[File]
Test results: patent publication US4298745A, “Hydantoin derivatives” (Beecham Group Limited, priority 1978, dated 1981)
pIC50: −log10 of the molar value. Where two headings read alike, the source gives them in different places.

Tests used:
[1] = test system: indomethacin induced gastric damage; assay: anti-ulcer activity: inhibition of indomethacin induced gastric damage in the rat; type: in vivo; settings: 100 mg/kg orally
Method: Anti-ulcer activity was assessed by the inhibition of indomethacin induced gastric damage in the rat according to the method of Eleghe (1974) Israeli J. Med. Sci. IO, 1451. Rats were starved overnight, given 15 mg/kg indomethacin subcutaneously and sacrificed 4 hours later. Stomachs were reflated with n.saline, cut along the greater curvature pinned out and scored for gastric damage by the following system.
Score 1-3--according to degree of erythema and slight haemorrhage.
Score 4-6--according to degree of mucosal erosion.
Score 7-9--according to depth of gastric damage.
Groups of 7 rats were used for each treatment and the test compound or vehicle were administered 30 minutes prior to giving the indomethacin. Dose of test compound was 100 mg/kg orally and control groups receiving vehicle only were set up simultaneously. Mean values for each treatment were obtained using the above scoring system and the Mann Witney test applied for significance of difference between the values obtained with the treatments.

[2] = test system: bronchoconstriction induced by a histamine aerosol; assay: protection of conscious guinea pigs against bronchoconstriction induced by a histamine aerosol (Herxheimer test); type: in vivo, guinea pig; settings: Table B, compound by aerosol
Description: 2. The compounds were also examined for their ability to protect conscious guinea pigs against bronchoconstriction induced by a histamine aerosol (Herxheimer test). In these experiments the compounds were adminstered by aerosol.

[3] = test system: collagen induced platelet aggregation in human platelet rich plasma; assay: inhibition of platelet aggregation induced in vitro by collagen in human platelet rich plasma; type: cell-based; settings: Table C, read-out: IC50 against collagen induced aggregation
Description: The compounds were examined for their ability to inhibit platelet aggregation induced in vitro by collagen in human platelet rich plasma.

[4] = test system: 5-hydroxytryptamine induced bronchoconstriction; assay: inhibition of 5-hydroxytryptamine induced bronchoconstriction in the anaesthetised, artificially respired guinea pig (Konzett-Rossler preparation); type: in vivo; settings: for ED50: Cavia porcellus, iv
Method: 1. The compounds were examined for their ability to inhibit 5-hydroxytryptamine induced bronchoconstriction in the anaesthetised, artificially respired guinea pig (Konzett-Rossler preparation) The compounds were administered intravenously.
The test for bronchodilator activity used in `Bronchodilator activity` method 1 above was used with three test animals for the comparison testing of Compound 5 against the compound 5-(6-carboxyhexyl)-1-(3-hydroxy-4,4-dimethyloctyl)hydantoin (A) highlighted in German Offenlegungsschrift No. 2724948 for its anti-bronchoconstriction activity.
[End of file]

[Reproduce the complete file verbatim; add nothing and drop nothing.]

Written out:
Test results: patent publication US4298745A, “Hydantoin derivatives” (Beecham Group Limited, priority 1978, dated 1981)
pIC50: −log10 of the molar value. Where two headings read alike, the source gives them in different places.

Tests used:
[1] = test system: indomethacin induced gastric damage; assay: anti-ulcer activity: inhibition of indomethacin induced gastric damage in the rat; type: in vivo; settings: 100 mg/kg orally
Method: Anti-ulcer activity was assessed by the inhibition of indomethacin induced gastric damage in the rat according to the method of Eleghe (1974) Israeli J. Med. Sci. IO, 1451. Rats were starved overnight, given 15 mg/kg indomethacin subcutaneously and sacrificed 4 hours later. Stomachs were reflated with n.saline, cut along the greater curvature pinned out and scored for gastric damage by the following system.
Score 1-3--according to degree of erythema and slight haemorrhage.
Score 4-6--according to degree of mucosal erosion.
Score 7-9--according to depth of gastric damage.
Groups of 7 rats were used for each treatment and the test compound or vehicle were administered 30 minutes prior to giving the indomethacin. Dose of test compound was 100 mg/kg orally and control groups receiving vehicle only were set up simultaneously. Mean values for each treatment were obtained using the above scoring system and the Mann Witney test applied for significance of difference between the values obtained with the treatments.

[2] = test system: bronchoconstriction induced by a histamine aerosol; assay: protection of conscious guinea pigs against bronchoconstriction induced by a histamine aerosol (Herxheimer test); type: in vivo, guinea pig; settings: Table B, compound by aerosol
Description: 2. The compounds were also examined for their ability to protect conscious guinea pigs against bronchoconstriction induced by a histamine aerosol (Herxheimer test). In these experiments the compounds were adminstered by aerosol.

[3] = test system: collagen induced platelet aggregation in human platelet rich plasma; assay: inhibition of platelet aggregation induced in vitro by collagen in human platelet rich plasma; type: cell-based; settings: Table C, read-out: IC50 against collagen induced aggregation
Description: The compounds were examined for their ability to inhibit platelet aggregation induced in vitro by collagen in human platelet rich plasma.

[4] = test system: 5-hydroxytryptamine induced bronchoconstriction; assay: inhibition of 5-hydroxytryptamine induced bronchoconstriction in the anaesthetised, artificially respired guinea pig (Konzett-Rossler preparation); type: in vivo; settings: for ED50: Cavia porcellus, iv
Method: 1. The compounds were examined for their ability to inhibit 5-hydroxytryptamine induced bronchoconstriction in the anaesthetised, artificially respired guinea pig (Konzett-Rossler preparation) The compounds were administered intravenously.
The test for bronchodilator activity used in `Bronchodilator activity` method 1 above was used with three test animals for the comparison testing of Compound 5 against the compound 5-(6-carboxyhexyl)-1-(3-hydroxy-4,4-dimethyloctyl)hydantoin (A) highlighted in German Offenlegungsschrift No. 2724948 for its anti-bronchoconstriction activity.